I don’t know what the French for joie de vivre is, but I left mine somewhere on the Barbican stage on Thursday night after Daphnis and Chloe. Well, really it was after a week which began 2 weeks earlier which had 2 performances of Daphnis, La Mer and a couple of concerti as well. For good measure we did a quick Damnation of Faust as well on Tuesday night. Sadly the devil was ill. You can’t rely on anyone these days.
Anyway, the reason I am trying to find out some key French phrases is that this weekend sees us on the Eurostar on the way to Dijon. I got home after the concert at midnight and had to leave for St Pancras at 6 am. Its fair to say that the train was very quiet indeed.
Now if you are familiar with recent LSO history, the mention of Dijon should set alarm bells ringing. If you don’t know what I’m talking about, let me take you back in time…in time…in time…
It was way back in, ooh, 2008 when we set out for our first ever trip to Dijon. We had been working the night before and all the instruments were on the van overnight through the tunnel. At 7.15am Sue got a call. She knows that usually means impending disaster. It was.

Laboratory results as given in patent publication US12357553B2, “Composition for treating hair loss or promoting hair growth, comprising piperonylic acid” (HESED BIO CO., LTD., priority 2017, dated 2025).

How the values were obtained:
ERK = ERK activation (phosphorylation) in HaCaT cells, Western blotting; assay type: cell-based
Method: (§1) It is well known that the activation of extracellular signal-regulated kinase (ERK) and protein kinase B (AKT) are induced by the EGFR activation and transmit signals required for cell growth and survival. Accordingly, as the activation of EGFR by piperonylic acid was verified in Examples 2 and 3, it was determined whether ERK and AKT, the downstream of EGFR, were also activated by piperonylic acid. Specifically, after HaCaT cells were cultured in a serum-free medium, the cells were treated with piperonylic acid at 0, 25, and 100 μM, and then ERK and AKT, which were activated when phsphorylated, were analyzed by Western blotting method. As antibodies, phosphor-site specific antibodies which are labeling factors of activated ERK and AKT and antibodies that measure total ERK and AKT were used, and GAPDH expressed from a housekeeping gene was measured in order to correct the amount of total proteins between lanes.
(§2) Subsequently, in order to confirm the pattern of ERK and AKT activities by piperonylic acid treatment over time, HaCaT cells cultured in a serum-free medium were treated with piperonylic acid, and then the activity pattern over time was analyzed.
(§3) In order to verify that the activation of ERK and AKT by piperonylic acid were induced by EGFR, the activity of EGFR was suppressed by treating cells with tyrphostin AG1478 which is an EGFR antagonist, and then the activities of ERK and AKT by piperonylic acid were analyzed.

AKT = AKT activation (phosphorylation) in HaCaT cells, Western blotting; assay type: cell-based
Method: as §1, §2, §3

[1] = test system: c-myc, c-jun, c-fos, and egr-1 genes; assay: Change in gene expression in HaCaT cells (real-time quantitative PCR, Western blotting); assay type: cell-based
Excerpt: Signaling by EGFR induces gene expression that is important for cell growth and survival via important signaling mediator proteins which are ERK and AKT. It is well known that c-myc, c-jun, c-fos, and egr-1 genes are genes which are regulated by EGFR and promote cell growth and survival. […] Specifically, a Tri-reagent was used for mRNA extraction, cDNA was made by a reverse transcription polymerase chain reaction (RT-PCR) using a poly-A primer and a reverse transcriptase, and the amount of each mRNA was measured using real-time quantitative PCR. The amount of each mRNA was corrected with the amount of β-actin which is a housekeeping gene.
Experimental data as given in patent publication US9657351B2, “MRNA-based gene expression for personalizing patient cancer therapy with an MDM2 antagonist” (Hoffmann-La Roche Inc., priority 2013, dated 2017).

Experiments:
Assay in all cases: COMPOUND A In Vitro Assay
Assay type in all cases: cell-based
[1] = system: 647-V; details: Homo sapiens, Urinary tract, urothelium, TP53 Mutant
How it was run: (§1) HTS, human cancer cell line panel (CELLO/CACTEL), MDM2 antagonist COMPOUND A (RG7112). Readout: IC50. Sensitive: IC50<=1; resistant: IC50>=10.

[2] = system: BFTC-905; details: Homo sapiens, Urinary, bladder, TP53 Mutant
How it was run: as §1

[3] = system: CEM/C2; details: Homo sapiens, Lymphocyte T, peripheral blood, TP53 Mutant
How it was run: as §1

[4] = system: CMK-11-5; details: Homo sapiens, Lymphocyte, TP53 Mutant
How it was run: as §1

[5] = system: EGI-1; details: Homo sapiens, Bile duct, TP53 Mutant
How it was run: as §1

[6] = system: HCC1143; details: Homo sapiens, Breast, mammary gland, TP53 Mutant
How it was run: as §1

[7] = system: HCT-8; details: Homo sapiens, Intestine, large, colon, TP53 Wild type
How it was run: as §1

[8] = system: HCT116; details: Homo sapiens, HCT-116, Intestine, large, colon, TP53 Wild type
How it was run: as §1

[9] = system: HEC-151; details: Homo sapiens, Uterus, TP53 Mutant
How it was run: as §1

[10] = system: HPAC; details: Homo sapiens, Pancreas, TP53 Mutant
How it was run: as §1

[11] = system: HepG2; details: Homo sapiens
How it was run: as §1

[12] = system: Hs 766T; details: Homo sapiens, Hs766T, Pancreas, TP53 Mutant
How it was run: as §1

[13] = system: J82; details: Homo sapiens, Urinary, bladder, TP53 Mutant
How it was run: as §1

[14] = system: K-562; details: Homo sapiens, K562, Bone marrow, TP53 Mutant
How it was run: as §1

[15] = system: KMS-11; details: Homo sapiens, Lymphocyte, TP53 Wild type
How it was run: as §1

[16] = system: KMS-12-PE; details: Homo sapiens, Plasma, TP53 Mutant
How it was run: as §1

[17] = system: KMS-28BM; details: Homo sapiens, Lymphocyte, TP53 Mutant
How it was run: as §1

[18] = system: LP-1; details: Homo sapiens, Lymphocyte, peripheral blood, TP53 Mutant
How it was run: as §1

We arrived in Dijon on time. Our instruments didn’t. In fact they were still in England and there was no way they were going to arrive in time. It was at this point that the good people of Dijon rallied round with community spirit finding instruments for us to play on. Old ladies turned up with cellos form their attic. Young musicians bought their violins in and local music shops donated flutes so that the concert could go ahead. If it had happened in London, people would have been sing phrases such as